In my Patent 2,374,942 issued May 1, 1945, filed contemporaneously with this application, I have described the use of this metalfor. forming. mounts for dies. The further treatment of the powdered metal above described; whether used for making die mounts or for other purposes, will be the same. The powdered metal is first poured 1 into a mold of the desired shape: anidcompressed in a hydraulic press under a pressure of 5-20Z tons' pressure to the square inch.

The pressed compact is-removed from the press and given a presintering treatment in a furnace in a dry hydrogen atmosphere at a temperature of from 300° to 400° C. for about one-half hour.

A further and final sintering is then effected also in a dry hydrogen atmosphere at a temperature of from about 800-900 C. for about a half hour.

Undier this treatment thorough diffusion and alloying of the constituents takes place without any trace of porphyritic characteristics and the metal shrinks to about 92% to 80% of the volume of the compacted mass.

Instead of chromium, zirconium, beryllium or aluminum may be substituted in the same proportion as the chromium without substantial change either in the method or in the characteristics of the final alloy. Chromium, zirconium, beryllium and aluminum have the same properties in adding resistance to oxidation when combined with the other constituents of the alloy and should be alloyed separately with nickel in the same proportions as hereinabove stated for chromium alone to form the preliminary alloy. Thorough diffusion and alloying of nickel with these metals should be effected before adding to the other constituents ifia true final alloy is to be obtained and a-porphyritic structure is to be prevented. In any case, however, the proportions given above for the constituents are to be observed, viz: 75% to 96% of metal'C powder with from 25% to 4% of silver powder. The proportions of the constituents of the final alloy will then be within the ranges of from, 0.2% to 74% nickel, 0.1% to 2.0% of one or more of the group consisting of'chromium, zirconium, beryllium or aluminum, and from 29.7% to 24% copper alloyed with silver in the proportions of 75 to 96% of the combined metals and 259% to 4% silver; or from 52.65% to 71.04% nickel, 0.075% to 1.92% chromium, zirconium, beryllium or aluminum, 22.275% to 23.04% copper-and 25% to 4% silver.

Having thus described my invention, what I claim is: 1. Method of making an alloy that compriseE first mixing a batch of finely divided metal powders consisting of 90% nickel and 10% chromium, compressing the same under hydrauli( pressure and heat treating until thorough diffusion and alloying takes place, and finally grinding or crushing said alloy to a finely divided condition; then forming a second batch consisting of 70% nickel powder and 30% copper powder and thoroughly mixing the same; then combining and thoroughly mixing from 1 %-20%W of said nickel chromium alloy powder with from 99,%-80% of said mixed nickel and copper powders; and then 0 mixing from 75%-96% of said combined metal powders with from 25%-4% of silver powder; compacting the same under hydraulic pressure anf-dheat treating the mass so compacted first at a:te8mlerature of 300°-400° C. and then raising said-temperature to about 800°-9000 C. and maintaining that temperature until all said constituent-metals are thoroughly diffused, alloyed and sintered.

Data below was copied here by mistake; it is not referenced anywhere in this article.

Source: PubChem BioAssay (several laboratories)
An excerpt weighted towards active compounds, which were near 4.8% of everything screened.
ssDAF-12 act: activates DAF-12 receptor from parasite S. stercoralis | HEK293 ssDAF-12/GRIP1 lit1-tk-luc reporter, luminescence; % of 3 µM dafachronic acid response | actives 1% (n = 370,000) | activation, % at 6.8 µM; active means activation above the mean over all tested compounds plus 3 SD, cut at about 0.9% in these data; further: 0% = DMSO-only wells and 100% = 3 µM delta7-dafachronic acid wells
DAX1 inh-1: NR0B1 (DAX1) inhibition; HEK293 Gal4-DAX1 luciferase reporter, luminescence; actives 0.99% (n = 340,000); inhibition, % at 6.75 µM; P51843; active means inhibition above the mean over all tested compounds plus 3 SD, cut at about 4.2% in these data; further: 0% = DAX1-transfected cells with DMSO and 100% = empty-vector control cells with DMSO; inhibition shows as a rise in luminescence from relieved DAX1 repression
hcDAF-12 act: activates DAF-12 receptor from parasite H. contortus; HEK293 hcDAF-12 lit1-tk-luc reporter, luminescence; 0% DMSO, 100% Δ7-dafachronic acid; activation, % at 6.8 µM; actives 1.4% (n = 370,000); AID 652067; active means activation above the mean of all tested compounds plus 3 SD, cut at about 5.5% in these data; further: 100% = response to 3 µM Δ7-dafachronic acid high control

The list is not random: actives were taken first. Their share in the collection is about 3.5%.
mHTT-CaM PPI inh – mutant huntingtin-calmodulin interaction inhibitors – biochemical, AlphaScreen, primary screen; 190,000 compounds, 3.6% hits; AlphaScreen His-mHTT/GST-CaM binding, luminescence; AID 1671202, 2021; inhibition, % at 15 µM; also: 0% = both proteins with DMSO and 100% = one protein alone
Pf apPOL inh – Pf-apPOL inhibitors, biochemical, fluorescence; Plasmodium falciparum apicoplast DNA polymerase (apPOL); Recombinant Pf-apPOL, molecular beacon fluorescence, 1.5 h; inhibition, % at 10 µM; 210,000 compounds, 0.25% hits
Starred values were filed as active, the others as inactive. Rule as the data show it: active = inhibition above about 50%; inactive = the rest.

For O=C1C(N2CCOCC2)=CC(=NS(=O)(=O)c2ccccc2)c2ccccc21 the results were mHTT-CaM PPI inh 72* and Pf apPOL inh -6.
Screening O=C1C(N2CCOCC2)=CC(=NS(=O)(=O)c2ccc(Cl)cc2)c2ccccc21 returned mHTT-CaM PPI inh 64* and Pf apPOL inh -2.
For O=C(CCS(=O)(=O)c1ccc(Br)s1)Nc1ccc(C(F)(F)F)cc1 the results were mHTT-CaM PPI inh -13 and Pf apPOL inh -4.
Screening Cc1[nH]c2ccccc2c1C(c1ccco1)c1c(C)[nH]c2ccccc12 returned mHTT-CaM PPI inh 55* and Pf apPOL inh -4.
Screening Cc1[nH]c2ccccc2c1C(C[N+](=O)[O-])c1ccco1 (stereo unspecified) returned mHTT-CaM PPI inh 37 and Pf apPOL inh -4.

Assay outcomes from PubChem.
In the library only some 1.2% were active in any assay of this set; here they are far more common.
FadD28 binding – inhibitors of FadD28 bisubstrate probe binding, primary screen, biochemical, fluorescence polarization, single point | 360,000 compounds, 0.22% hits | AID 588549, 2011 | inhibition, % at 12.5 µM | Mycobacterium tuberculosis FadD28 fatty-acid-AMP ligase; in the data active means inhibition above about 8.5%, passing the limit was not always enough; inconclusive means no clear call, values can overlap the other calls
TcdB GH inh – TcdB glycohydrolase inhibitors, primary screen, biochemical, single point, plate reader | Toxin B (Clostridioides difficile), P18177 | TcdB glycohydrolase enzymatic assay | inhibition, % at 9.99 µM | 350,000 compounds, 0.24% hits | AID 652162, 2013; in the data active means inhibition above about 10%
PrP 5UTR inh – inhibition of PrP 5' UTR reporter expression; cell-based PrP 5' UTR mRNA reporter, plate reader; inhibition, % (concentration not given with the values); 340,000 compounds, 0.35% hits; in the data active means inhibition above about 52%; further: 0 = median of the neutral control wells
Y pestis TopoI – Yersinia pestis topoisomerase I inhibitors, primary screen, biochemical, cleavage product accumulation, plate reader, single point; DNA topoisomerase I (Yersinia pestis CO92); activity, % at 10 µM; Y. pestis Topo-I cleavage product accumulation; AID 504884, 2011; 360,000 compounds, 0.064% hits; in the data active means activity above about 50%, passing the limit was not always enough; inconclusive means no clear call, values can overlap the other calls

2. The method of making an alloy of nickel, chromium, copper and silver that comprises first separately forming an alloy of 90% nickel` and 10%- chromium, then combining from 1%-20% of. said nickel chromium alloy in powder formwith a batch consisting of 70% nickel powderandi25 30% copper-powder, and then adding from 759%96% of said combined metal powders to from 25 %-4% of silver; thoroughly mixing said metal powders; compacting the same under hydraulic: pressure and heat treating the mass so compact30' ed urtil it is thoroughly sintered and until thorough diffusion and alloying of the constituent metals takes place.

3. The method of making an alloy of nickel, chromium, copper and silver that comprises 35 combining from 1%-20% of a-nickel chromium alloy powder consisting of 90% nickel and 101% chromium, with from 99%-80% of nickel andcopper powders in thez proportions of 70% nickel and 30% copper; then adding from 75%-96% of 40: said -combined powders to from 25%-4% of silier' powders; compacting the same under hydraulic pressure, heating said compacted powders first at a temperature of about 300'-400' C. and then raising said temperature to about 8009-9000 C. 45 until the powders are sintered and the constituent.metals are thoroughly diffused and*alloyed' JACOB KURTZ.

-REFEENCES CITED 0 The following references are of record in the file of this patent: Number 1;519;862 2,0t75444 2,192,744 2,205,611 2,289,897 2,331,909 UNITED STATES PATENTSName Date Macy -------------.- ec. 16, 1924 Koehring .....--- Mar. 30, 1937T Howe -------------- Mar. 5, 1940 Wasserman -------- June 25, 1940 Ba{lke -------------- July 14, 19q42 Hensel ------------- Oct 19, 1943, OTHER REFERENCES "Powder Metallurgy," by -Wulff, published',by 65 American Society for Metals, Cleveland, Ohio, 1942. Pages 352-377.

Certificate of Correction Patent No. 2,441,126. May 11, 1948.

JACOB KURTZ It is hereby certified that error appears in the printed specification of the above numbered patent requiring correction as follows: Column 2, lines 45 to 47 inclusive for Percent 20 metal A------ 1 1%-20% metal A 80 metal B----- 99 read 99%-80% metal B and that the said Letters Patent should be read with this correction therein that the same may conform to the record of the case in the Patent Office.

Signed and sealed this 3rd day of August, A. D. 1948.

[SAL] THOMAS F. MURPHY, Assistant Commissioner of Patents.